EU countries should avoid slashing defence spending under pressure from the economic fallout of the coronavirus, the EU’s chief diplomat Joseph Borrell said on Tuesday (13 May), warning that the COVID-19 crisis could spark unforeseen security challenges.
Speaking after a meeting of EU defence ministers, Borrell said it was clear that the pandemic is “very likely to deteriorate the security environment in the years ahead”.
The COVID-19 “has brought a new threat,” Borrell warned. It is “a new factor, demanding resources” that “requires a stronger Europe in the world,” he said.
Despite the current emphasis on economic recovery plans, Borrell urged EU member states to secure the necessary funding for Europe’s security and defence.
“It’s especially disappointing considering that defence budgets only recently recovered from the financial shock of ten years ago,” he told reporters after a videoconference that included EU defence ministers, NATO Secretary-General Jens Stoltenberg, and officials from the United Nations and the European Commission.
Ahead of the meeting, EU and national officials stressed that military cooperation could help technological advances in areas like chemical and biological warfare, including hi-tech, resistant clothing and crisis response mechanisms.
Croatian State Secretary Zdravko Jakop, who chaired the EU ministerial meeting, said security risks have not disappeared with the pandemic, urging Europeans to continue defence initiatives such as the Permanent Structured Cooperation (PESCO), and the European Defence Fund (EDF).
These initiatives, including joint military projects designed for crisis response and hybrid threats under PESCO, would be a good platform for improving cooperation and developing operational capabilities for a rapid and effective response to the crisis, Jakop said.
The comments came on the eve of new proposals for the EU’s seven-year budget (2021-2027), which the European Commission is expected to table on 20 May. Talks on the EU’s long-term budget have been blocked for more than a year and the coronavirus crisis has further upset plans to get a deal approved early in 2020.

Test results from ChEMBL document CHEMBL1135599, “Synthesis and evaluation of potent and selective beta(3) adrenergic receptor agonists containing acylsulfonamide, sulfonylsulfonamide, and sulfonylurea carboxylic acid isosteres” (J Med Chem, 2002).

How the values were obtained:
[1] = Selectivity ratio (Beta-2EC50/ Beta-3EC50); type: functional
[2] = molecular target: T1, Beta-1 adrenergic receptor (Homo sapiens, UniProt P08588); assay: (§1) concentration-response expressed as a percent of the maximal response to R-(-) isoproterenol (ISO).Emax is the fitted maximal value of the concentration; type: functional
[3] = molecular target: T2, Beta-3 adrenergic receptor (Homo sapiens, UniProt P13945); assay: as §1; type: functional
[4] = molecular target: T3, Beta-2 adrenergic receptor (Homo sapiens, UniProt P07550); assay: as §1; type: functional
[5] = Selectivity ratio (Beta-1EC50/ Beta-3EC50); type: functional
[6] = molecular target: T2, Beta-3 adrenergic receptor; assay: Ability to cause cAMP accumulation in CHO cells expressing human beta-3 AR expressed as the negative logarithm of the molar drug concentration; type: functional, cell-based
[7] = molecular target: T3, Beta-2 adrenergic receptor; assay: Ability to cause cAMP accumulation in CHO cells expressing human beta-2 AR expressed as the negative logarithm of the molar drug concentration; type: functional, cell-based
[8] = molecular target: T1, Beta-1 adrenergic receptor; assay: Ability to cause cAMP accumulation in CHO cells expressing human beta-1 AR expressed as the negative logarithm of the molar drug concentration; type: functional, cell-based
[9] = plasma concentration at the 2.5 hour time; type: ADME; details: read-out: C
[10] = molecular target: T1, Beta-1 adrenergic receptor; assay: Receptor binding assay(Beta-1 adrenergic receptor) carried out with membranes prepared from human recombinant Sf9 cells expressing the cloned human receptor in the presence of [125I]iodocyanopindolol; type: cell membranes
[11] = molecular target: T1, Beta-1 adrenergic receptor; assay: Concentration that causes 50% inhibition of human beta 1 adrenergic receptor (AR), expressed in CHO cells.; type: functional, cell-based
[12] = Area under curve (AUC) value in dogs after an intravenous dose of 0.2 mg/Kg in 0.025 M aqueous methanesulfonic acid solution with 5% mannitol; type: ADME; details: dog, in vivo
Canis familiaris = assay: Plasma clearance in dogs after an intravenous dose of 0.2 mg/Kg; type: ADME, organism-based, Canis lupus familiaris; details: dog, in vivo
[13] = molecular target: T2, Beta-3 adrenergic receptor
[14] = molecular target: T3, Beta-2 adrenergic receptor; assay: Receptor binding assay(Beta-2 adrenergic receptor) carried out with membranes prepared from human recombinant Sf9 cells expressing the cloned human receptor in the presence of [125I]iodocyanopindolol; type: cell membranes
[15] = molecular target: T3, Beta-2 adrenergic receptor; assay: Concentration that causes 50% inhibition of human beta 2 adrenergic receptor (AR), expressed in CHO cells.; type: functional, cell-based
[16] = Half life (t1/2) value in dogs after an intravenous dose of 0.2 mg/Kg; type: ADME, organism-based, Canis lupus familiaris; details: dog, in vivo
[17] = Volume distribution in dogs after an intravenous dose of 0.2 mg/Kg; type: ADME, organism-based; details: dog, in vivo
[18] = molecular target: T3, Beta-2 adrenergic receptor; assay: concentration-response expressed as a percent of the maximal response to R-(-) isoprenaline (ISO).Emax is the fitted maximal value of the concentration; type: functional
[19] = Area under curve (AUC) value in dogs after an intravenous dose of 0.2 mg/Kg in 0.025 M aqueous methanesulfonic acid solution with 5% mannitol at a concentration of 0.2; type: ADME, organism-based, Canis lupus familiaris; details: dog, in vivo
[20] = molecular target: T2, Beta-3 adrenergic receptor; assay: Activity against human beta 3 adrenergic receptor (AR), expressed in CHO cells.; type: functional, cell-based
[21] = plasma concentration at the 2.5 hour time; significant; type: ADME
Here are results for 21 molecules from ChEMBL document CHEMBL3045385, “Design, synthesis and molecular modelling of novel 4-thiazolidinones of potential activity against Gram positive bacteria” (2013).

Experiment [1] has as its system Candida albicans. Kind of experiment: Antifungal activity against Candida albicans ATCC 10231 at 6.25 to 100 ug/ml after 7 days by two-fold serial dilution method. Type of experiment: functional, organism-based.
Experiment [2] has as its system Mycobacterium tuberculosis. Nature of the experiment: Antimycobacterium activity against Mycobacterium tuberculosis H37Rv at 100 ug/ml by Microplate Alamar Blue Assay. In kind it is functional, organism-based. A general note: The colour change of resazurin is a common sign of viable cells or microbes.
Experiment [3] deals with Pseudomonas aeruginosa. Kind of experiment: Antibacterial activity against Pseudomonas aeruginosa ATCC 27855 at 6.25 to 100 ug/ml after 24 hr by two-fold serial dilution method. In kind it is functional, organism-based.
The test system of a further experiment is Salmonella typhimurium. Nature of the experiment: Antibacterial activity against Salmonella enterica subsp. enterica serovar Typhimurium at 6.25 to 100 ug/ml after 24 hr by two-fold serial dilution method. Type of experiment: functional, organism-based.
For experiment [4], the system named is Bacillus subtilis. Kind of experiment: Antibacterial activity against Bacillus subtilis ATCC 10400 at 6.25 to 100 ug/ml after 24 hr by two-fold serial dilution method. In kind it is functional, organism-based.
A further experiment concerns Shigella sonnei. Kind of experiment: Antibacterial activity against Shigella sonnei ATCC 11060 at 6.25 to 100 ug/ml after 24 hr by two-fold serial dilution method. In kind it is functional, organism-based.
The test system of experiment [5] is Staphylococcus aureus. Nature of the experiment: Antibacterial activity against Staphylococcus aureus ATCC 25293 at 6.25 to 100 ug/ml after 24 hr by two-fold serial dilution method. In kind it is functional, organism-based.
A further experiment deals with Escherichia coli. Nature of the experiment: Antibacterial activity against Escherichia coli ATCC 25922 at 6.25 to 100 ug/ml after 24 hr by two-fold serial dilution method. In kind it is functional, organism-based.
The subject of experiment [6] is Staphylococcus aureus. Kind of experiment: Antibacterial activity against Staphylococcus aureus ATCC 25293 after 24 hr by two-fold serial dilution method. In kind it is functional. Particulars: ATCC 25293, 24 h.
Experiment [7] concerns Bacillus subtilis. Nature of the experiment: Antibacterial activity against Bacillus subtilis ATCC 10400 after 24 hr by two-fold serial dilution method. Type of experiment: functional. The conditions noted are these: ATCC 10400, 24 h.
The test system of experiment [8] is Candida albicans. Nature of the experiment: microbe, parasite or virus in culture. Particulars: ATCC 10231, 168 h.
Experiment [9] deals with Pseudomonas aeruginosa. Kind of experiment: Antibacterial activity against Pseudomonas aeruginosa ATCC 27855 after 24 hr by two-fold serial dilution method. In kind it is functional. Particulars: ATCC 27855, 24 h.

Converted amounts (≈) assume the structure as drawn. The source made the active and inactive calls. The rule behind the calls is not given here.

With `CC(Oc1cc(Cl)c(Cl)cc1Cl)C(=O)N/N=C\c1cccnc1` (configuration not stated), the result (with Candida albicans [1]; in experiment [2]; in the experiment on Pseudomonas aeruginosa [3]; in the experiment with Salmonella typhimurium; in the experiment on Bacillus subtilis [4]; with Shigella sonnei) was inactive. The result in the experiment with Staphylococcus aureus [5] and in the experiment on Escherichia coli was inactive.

Cuts to the European Commission’s draft defence budget proposal were already under consideration well before the pandemic hit Europe. Even though defence spending is set for an overall increase, EU officials have repeatedly expressed concerns that the announced budget limitations would undermine EU ambitions to reduce its military reliance on the US. They also come at a time when EU defence initiatives have started to show progress towards more European autonomy.
The Commission’s February budget non-paper already had threatened to hamper flagship defence initiatives more than previous proposals, with military mobility being one of the main casualties.
Meant to ensure seamless movement of military equipment across the EU in response to crises by reducing physical, legal and regulatory barriers, military mobility has so far been hailed as one of the EU’s flagship defence initiatives with few political disagreements across the bloc.
Under the latest budget proposal, the European Defence Fund, which would allow EU militaries to plan, spend and deploy together, would be cut in half from €13 billion to approximately €6 billion.
Considering the economic strains caused by the pandemic and the EU’s plans for a trillion-euro recovery plan to mitigate the worst economic hit since the 1940s, the defence portfolio might face even deeper cuts in the next budget.
The European Commission is expected to present a revised budget proposal by 20 May.
Defending defence spending
In late April, eight European defence experts issued an appeal to EU policymakers urging them to beef up defence spending instead of cutting funds to free up money for the economic response to the coronavirus crisis.
“Indeed, COVID-19 will not stop or mitigate the ongoing worsening of the international security environment threatening European security and interests. On the contrary, it is likely to make the world more unstable and more insecure,” wrote the experts, who hail from Spain, Italy, the UK, France and Lithuania.
Cutting budgets would not only increase Europe’s dependency on “third states” but would “significantly hinder the credibility of European nations as military partners, notably within NATO,” they argued.
“Europe’s armed forces are rightfully being applauded for their efforts in limiting the disastrous effects of COVID-19, but the test of whether European militaries are truly valued will be measured over the next few years as pressure on defence budgets mount,” defence experts Daniel Fiott, Torben Schütz, and Marcin Terlikowski warned in a recent op-ed published on EURACTIV.
As governments are rolling out multi-billion stimulus plans and calculating necessary reductions in their spending plans, “defence budgets should be ‘vaccinated’ against heavy cuts right away, before the first signs of austerity appear,” they argued.
(Edited by Frédéric Simon)